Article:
New York Judge May Require Embattled Trading App Coinseed to Halt Operations

A New York state supreme court judge named a receiver for the unregistered automated trading app Coinseed and may require it to cease operating after claims that it had eliminated customers’ access to their accounts and reduced the value of their holdings.

  • Judge Andrew Borrok appointed Michelle Gitlitz as the embattled company’s receiver. Gitlitz is global head of blockchain and digital assets at the Crowell & Moring and a partner at the Washington D.C. based-firm.
  • In Borrok's order, Gitlitz cannot hire outside counsel, accountants, appraisers or other service providers without the court’s permission.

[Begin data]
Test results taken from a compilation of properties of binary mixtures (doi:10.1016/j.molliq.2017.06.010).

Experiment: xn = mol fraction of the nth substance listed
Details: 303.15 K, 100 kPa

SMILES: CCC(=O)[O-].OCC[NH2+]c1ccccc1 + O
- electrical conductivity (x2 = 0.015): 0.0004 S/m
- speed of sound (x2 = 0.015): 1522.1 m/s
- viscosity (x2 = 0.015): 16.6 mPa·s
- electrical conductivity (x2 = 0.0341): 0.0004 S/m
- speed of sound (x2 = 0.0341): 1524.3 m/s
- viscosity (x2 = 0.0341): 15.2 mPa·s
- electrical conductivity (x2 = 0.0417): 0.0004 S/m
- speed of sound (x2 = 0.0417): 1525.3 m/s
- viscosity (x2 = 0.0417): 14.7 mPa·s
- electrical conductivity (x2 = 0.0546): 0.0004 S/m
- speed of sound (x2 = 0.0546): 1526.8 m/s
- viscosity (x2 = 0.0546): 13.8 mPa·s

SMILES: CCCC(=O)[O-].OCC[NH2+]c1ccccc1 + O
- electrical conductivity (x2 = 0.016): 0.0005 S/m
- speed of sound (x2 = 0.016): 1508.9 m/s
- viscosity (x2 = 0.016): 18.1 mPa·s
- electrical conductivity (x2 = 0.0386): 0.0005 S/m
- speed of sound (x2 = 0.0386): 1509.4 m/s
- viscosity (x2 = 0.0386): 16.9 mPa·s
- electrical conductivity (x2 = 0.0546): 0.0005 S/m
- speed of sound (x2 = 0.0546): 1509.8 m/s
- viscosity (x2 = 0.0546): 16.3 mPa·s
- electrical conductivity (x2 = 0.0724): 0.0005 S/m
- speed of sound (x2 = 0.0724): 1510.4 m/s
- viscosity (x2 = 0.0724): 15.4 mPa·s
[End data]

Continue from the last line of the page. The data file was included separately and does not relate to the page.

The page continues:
• Last month, New York state Attorney General Letitia James moved to shut down Coinseed for allegedly continuing to defraud its users even as the company faced pressure on multiple legal fronts.
  • James filed a court motion on May 6 to freeze Coinseed’s trading activity and halt all operations.
  • In February, James accused Coinseed of bilking $1 million from investors through hidden fees, false claims and a flopped token. The U.S. Securities and Exchange Commission (SEC) hit Coinseed with token registration violations in a parallel suit.